Every year we have provided results for all growers and sunflower companies who participated in our study over the last twpyears. Each report contained findings and data on species collected at each individual farm.
Objective 1. Our assessment of the spatial distribution of pollination services based on bee nesting and movement in fields can be incorporated into existing models that predict pollination services in agricultural landscapes (e.g. InVEST). We predict that including these changes will show less homogenous distribution of wild pollinators, but that, since they are not relegated to field edges, can penetrate and pollinate deeper into agricultural fields.
Objectives 2-3. Hedgerow plantings do increase wild bee abundance and richness; however, this does not translate into crop fields. We suggest that hedgerows may benefit bee conservation; however, their ability to bolster pollination services to sunflower is not supported, as we did not detect increases in seed set in fields adjacent to hedgerows. Thus a more careful assessment of hedgerow placement, specifically focusing on which crops and regions they provide the most benefit to, can help target them more specifically to areas where they will have the highest impact.
Objectives 4-5. Native bees are capable of nesting within fields, indicating that we need to determine the effects of different within field management practices (e.g., tilling, irrigation, pesticide application) on the likelihood that their offspring survive. We did not, however, find that hedgerows augmented rates of ground-nesting. Other methods of bolstering nesting may be required. Although we did find that presence of bare ground and steeper increased nesting incidence, most of the nesting resource we assessed did not impact nesting bees. We suggest examining other variables to find which soil and nesting characteristics benefit native bees will be important for determining techniques to bolster them in agricultural areas.
We did not find an effect of hedgerow presence on sunflower seed set. We were therefore unable to conduct our proposed economic analysis comparing the costs of hedgerow implementation to the benefits derived from enhanced pollination. Another study on a sentinel plant, canola, found that hedgerow presence increased seed set (Morandin and Kremen 2013). These potted plants were in a matrix of processing tomato, an unattractive crop, therefore may not reflect the dynamics of a mass-flowering crop like hybrid sunflower. Nevertheless, Morandin and Kremen (unpublished data) found that the marginal cost of adding a hedgerow balaced with yield increases in canola eight years after planting. We are planning additional analyses to determine other factors that influence sunflower seed set (see Areas Requiring Additional Study section).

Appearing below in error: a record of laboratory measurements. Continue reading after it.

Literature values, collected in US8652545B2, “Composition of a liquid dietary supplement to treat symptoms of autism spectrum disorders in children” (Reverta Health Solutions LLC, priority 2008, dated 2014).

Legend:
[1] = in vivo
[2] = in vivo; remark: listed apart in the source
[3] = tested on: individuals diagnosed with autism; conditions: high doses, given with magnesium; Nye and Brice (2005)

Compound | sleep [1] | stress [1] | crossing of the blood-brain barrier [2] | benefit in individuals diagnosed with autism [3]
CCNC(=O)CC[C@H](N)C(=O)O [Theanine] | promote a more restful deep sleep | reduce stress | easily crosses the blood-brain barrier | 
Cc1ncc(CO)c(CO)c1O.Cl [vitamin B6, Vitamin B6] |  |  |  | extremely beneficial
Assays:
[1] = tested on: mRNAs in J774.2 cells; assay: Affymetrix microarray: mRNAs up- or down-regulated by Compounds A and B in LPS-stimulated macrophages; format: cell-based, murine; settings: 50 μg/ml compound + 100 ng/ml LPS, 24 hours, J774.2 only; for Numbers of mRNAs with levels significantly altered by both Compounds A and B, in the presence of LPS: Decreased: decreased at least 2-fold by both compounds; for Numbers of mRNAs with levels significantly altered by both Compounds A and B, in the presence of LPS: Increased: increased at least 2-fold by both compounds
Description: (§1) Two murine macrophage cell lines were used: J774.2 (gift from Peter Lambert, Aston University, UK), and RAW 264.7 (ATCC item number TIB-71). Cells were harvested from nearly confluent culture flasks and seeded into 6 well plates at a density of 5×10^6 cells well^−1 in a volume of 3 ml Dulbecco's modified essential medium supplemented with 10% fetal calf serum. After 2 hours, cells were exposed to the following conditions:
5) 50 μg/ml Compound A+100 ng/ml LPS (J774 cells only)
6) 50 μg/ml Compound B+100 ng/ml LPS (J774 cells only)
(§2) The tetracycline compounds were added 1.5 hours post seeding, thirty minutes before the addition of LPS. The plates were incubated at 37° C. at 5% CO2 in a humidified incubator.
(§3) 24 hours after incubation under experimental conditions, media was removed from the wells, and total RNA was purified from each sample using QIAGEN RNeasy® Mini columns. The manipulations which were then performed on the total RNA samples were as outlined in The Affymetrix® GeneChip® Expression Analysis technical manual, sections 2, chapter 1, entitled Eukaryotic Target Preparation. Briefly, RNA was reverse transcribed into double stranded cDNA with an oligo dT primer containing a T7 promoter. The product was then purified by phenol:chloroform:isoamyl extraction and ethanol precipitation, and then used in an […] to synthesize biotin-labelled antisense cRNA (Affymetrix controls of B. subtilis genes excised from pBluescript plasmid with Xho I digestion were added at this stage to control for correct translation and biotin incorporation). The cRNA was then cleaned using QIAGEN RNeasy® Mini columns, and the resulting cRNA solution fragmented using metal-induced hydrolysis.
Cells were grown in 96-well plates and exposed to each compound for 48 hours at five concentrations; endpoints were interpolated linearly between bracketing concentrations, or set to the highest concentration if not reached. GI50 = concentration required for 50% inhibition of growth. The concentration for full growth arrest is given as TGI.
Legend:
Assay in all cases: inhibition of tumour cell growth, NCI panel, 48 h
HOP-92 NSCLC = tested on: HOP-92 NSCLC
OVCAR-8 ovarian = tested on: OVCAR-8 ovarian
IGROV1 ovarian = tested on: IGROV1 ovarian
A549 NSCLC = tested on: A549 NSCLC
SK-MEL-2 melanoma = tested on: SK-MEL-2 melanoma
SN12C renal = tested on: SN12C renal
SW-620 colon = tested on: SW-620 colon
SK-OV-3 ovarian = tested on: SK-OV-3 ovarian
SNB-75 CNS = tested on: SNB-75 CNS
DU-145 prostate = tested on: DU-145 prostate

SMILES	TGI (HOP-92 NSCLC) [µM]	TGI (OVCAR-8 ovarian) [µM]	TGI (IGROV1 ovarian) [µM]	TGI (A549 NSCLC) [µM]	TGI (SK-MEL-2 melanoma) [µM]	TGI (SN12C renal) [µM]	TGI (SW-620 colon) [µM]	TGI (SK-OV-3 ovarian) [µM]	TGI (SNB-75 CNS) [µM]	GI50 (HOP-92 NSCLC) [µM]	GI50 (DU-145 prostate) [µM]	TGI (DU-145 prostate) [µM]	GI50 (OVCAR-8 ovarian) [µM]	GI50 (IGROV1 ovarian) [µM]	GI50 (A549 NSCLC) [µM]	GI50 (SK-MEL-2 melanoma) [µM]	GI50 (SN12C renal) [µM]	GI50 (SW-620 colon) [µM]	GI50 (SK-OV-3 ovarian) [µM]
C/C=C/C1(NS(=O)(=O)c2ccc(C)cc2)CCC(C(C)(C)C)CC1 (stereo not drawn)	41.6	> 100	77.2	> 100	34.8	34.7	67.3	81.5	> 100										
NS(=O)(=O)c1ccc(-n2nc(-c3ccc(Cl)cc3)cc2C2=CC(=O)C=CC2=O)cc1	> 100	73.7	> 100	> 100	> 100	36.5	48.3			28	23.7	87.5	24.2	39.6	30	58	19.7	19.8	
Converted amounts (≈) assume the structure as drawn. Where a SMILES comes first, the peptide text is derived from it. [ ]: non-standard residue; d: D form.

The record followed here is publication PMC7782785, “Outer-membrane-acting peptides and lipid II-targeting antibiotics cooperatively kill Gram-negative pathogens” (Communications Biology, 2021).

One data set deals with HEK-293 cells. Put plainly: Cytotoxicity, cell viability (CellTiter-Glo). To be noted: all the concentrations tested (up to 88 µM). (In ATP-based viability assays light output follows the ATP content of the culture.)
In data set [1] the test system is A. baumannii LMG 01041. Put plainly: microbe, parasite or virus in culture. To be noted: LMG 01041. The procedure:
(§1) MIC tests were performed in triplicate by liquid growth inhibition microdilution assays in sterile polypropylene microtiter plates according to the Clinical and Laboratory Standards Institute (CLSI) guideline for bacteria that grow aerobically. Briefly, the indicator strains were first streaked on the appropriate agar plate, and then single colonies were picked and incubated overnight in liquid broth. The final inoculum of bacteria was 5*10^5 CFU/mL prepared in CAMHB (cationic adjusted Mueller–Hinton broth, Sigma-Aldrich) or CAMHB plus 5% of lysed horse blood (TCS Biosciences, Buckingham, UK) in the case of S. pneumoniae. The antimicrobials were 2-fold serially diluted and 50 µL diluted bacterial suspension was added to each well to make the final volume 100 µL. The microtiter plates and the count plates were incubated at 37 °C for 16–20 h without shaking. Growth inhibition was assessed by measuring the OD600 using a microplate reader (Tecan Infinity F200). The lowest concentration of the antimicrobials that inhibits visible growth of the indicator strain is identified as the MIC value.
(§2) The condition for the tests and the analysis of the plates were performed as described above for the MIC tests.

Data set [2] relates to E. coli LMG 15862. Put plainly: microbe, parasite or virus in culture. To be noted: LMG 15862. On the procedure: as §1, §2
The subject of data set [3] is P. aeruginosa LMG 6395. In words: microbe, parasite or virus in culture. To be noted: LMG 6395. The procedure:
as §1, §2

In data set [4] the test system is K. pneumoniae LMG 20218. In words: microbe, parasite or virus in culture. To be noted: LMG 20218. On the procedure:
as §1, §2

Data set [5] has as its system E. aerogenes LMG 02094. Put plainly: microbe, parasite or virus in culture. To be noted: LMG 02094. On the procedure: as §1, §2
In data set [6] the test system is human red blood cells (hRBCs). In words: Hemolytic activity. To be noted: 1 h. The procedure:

Adoption of hedgerows in our study region is high; however, this is likely due to the presence of Hedgerow Farms, which supplies hedgerow plants; a focus on hedgerows from local cooperative extension agents; and farmer-to-farmer networking.
Areas needing additional study
We suspect that other factors besides hedgerows play a role in regulating sunflower pollinator populations and seed set. Many of the most common sunflower pollinators are specialists; therefore, we are investigating whether the presence of sunflower in the landscape over time positively affects their populations. Sunflower seeds, however, are treated with neonicotinoid insecticides, which can have lethal and sublethal effects of bee populations. We plan to investigate the influence of neonicotinoids on sunflower pollinators.
While we detected bees nesting within crop fields (regardless of irrigation management), we observed current year nesting but not the number of offspring surviving. Determining whether fields are sink habitat, contributing to higher mortality, will be critical to sustaining ground-nesting pollinator populations in agricultural areas over time.
Tilling and other management practices, including irrigation, may affect ground-nesting bees. A senior thesis student conducted a project examining the effects of irrigation on bee nesting, and did not find a difference between nesting rates in furrow and drip irrigated fields.